So, why doesn't God prove that he exists? Perhaps because God already has. Or perhaps it is a matter of faith. But then, I believe in Julius Caesar too.

Author unknown
Fact


How can one prove the existence of God? The late Carl Sagan, the renowned and loved Professor of Astronomy, on the question whether he believed in the existence of God said, 'I can't prove the existence of God. On the other hand I can not disprove the existence either'. Perhaps the only way to prove if there is a God is the occurance of death itself, where one might experience a re-uniting with God. But that doesn't help those who are living prove the existence one way or the other.

When President Eisenhower was shown the first super computer, a monstrosity that took up a whole room of space, he asked the question, 'is there a god'? After some time, the computer with lights flashing and bells ringing came back with an answer. 'Now there is!'.

Perhaps the best way to approach the question about God is to determine exactly what God is. In Christian theology God is seen as the creator, a masculine figure who both loves all that he created, and at the same time being capable of giving out punishment for those who do not abide by his commandments. Buddhists believe God exists in everything, in a rock as well as each human. They saw God as being 'within' the human conscious and not something that was separate and needed acquistion from an outer source. Native Americans saw God as nature, the rivers, trees, animals, etc., being brothers and sisters to respect and to live in harmony with. Mystical aspects of Western religions (Christian Gnosticism, Jewish Kabbalah, Islam Sufi) saw God as a source found within each individual, that the texts and references to God were metaphorical references to the human experience.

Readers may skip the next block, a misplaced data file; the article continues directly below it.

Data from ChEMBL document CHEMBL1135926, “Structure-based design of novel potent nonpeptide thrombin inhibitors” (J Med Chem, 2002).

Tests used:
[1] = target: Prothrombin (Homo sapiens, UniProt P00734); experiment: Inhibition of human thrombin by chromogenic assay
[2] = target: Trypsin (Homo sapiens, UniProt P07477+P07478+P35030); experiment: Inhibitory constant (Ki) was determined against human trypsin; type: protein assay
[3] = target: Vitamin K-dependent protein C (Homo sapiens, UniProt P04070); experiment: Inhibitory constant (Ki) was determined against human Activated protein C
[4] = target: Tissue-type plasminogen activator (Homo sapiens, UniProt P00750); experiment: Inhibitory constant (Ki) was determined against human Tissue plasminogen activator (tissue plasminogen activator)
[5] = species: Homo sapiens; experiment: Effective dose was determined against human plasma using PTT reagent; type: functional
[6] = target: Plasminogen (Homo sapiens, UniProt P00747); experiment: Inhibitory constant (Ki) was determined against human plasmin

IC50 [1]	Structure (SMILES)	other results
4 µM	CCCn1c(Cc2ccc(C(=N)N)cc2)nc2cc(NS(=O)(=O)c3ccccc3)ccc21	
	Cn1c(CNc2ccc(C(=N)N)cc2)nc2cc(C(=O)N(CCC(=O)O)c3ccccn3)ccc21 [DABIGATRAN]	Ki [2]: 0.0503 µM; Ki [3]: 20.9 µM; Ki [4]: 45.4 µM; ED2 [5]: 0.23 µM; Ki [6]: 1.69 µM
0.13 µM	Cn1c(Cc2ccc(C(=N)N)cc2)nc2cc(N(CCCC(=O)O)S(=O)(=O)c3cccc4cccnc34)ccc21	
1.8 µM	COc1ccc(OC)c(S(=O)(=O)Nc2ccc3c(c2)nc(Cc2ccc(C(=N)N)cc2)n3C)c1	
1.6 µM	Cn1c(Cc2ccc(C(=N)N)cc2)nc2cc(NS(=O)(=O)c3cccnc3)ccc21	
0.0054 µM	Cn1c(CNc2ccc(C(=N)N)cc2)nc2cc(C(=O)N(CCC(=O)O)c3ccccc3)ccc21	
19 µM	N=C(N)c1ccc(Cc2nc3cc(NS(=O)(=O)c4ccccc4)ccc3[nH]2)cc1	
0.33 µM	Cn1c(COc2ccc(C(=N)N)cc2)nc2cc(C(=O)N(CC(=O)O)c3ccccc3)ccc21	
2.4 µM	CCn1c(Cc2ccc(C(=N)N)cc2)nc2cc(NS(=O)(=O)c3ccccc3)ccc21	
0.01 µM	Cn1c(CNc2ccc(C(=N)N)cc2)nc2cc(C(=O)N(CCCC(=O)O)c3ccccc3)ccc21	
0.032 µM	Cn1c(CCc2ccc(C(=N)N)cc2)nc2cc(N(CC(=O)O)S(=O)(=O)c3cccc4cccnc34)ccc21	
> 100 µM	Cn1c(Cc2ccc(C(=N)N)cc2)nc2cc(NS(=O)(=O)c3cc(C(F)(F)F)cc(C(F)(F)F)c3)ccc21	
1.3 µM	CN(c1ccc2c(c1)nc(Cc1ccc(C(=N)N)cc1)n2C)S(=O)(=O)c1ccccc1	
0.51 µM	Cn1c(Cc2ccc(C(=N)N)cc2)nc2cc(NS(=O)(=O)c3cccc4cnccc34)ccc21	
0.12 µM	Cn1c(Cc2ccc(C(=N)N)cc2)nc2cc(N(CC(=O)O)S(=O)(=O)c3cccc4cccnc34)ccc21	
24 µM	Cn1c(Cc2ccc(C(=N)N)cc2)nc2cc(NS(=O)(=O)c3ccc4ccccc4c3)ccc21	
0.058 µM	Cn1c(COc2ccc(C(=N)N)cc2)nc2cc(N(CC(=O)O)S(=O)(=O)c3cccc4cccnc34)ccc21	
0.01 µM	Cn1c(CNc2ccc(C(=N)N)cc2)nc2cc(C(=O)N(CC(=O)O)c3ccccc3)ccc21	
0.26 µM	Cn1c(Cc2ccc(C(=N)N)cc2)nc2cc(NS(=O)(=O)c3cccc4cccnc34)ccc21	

Joseph Campbell once made this statement; 'God is a thought. But God is beyond thinking. Is he or is he not. Neither is or is not. The best thing we can do is talk about God, and experience him in our own psyche'.

Whatever the truth about the existence of God, it is an individual determination. Chief Settle, in his famous letter to President Grant on selling Indian land said this; 'There is but one God, but he goes by many names'. There are a great many differing spiritual beliefs, and respecting each others is certainly a quality I hope God would possess. We humans generally tend to mimic our gods.

Carl Jung, a psychologist and scientist, has shown us the psyche does indeed possess metaphysical aspects. Love is metaphysical. Creativity is metaphysical. Dreams, if not metaphyical connect us to those aspects beyond the normal range of human experience. These aspects are beyond biological, they are the 'higher' part of our psyche. The fact so many of Jung's patients made full recoveries through his 'Individuation Process', a process of discovery {the actual realization of an inner, 'higher' aspect that balances life} gives evidence of a true metaphysical process within the psyche. Through dreams we can identify the language the psyche uses in its process of regulating the biological/psychological body. The process of understanding that language helps us understand to the metaphorical symbols and motifs within the dream that have direct correlation to our individual lives. Mythology provides with religions, and in our differenting cultural languages that aspect is put into concepts, naming and describing God. But its experience is individual, not masculine, nor feminine, but both, or neither. As Campbell stated, "it is beyond thought. we can not name it, only experience it!" WebMaster